The Pros and Cons of Co-Buying a Home

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Jorge Razon and his friend both wanted to get into the Toronto real estate market, but the thought of living in a cramped condo didn’t appeal to them.

So the two pals decided to something unconventional that is starting to gain popularity lately – they purchased a 1,600 square-foot, four-storey townhouse together.

“We could have gotten something on our own, but it would have been a really small shoebox,” says Razon.

“So we thought hey, you know what? We could get a pretty nice townhouse or a decent-sized place if we pooled our money together.

Related Read: Townhouses – The 20 Most Affordable Neighbourhoods in Toronto

Buying Together Means Business

Co-buying a house with friends or family members is becoming more common, particularly in the Toronto and Vancouver real estate markets, where prices have climbed out of reach for many first-time homebuyers.

But experts caution that this arrangement comes with risks.

“You’ve got to think through the negative what-ifs,” says Kurt Rosentreter, a senior financial advisor at Manulife Securities.

Friends looking to buy a house together should treat it like a business arrangement and create a formal document that outlines what will happen if one partner needs to get out of the arrangement, says Rosentreter.

“You want to document it,” he says. “You want to have legally binding agreements. And the hard part about that is it hurts feelings.”

Heed the Three D’s

There are a number of reasons why one of the parties to the arrangement may want out. Rosentreter calls them the “three Ds” – death, divorce and disability.

Job loss is another big one, he adds.

For example, one of the co-owners could loses his or her job and no longer be able to afford the mortgage payments.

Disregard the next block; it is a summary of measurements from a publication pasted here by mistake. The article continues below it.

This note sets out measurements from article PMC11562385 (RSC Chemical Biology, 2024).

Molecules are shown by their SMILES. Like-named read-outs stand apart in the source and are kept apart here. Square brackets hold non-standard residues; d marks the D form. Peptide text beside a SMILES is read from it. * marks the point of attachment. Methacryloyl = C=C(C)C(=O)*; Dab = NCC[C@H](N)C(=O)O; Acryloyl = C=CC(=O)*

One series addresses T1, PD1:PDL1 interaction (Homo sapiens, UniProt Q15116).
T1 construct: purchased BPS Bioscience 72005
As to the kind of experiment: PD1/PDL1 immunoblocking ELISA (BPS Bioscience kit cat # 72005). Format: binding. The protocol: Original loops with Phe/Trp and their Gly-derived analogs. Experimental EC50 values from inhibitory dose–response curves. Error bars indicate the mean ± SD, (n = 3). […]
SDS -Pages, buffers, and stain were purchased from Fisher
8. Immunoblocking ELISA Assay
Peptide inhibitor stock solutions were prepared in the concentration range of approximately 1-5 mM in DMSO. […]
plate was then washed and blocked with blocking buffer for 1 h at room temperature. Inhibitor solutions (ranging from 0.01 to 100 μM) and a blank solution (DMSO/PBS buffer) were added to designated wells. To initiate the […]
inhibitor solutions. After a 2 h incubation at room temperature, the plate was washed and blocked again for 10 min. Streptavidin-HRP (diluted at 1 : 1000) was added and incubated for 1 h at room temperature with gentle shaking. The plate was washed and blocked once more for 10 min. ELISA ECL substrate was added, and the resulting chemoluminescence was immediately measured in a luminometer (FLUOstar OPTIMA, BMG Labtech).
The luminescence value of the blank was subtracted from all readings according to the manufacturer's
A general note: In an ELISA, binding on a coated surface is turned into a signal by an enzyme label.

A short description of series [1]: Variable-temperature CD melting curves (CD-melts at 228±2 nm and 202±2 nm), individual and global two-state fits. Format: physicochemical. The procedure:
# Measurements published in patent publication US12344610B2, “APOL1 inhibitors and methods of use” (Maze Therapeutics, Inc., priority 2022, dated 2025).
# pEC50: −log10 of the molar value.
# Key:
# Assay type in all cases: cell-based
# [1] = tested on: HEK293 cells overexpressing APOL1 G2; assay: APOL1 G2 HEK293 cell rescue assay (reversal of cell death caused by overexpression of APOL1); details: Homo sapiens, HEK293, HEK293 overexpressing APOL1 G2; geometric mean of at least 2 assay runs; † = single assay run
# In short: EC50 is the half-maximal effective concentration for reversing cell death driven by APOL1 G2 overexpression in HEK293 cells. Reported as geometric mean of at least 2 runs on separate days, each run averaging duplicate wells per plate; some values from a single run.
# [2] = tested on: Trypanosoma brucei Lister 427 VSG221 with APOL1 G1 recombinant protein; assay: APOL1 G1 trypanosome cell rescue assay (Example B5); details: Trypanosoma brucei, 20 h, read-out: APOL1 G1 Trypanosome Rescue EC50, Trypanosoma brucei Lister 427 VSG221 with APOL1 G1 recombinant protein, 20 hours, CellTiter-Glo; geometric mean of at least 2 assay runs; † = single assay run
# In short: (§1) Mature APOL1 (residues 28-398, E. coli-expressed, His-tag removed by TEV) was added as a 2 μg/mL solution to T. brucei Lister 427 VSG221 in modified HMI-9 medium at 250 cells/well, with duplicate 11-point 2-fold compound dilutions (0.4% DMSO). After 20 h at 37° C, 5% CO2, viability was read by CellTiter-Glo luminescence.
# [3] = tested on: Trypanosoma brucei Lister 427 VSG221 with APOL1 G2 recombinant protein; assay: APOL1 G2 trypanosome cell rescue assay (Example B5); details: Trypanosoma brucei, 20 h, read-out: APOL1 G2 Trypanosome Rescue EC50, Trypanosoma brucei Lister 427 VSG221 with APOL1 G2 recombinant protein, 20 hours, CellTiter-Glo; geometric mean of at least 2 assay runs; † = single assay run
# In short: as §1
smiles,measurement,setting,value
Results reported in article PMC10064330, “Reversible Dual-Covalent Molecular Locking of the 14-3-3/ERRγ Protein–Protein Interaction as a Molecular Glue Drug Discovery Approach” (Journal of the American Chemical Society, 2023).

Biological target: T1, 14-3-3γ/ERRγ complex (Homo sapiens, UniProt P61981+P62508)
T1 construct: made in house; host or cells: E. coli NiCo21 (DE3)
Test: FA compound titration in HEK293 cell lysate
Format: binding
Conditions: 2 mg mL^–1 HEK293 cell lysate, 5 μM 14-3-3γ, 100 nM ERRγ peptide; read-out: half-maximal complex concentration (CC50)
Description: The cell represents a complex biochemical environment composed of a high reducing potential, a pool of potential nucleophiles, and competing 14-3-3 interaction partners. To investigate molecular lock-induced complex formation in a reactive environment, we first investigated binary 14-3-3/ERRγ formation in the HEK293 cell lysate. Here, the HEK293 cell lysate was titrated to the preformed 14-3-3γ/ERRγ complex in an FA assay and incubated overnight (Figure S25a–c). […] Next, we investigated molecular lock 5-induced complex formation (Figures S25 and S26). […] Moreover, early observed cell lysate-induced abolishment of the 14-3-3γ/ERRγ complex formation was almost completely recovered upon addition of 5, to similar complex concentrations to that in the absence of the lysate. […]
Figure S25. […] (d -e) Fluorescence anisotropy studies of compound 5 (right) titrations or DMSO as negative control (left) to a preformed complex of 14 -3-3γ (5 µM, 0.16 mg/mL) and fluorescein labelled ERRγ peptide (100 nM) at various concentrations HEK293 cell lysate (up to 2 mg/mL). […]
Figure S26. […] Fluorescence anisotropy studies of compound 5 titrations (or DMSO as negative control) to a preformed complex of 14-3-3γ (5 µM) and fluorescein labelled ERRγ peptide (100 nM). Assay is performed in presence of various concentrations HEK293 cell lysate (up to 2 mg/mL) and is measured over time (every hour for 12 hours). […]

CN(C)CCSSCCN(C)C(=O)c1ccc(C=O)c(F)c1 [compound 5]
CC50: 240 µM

The simple solution would be to sell the property and divide the proceeds based on how much equity each party had in the house.

“But it’s never that easy because usually one person is fine and doesn’t want to sell,” says Rosentreter.

This sort of dispute can be prevented by drafting up a contract with an automatic liquidation clause. Such a clause would set out that if one of the partners wants or needs to sell, the other is forced to sell, as well.

“So if I want out, you have to sell,” says Rosentreter.

Another option is that the person who wants to stay put could buy the other co-owners out at fair market value – provided that he or she can come up with enough cash to do so.

“Sell or buy me out, that’s usually what you see,” says Rosentreter. “But if these people couldn’t afford to buy on their own individually they’re probably not buying you out unless their circumstances have changed materially.”

The contract should also address who is going to pay for any maintenance, repairs and other unexpected costs that are likely to arise.

“You’ve got to think of all the possibly scenarios that can arise that could lead to complications later,” Rosentreter says.

An Effective Way to Gain Equity

But in spite of all the potential hiccups, co-buying a house can be a great way for first-time buyers to break into the market and build up some equity.

Razon and his friend mutually agreed to sell the property after three years and purchase their own, separate homes.

He says he would recommend the arrangement to first-time buyers struggling to break into the market, but with an important caveat – do your research. Don’t go in blind.

“You better know who you’re moving in with, because things you would never think of may end up bugging you,” says Razon.

“But the biggest thing is that both parties have to come in with the same mindset. You have to have a common goal.”

It’s important to determine what each party wants out of the arrange, says Razon. Are they looking to live in the home for a long time, use it to generate revenue as a rental property or wait until it appreciates in value and then sell it for a profit?

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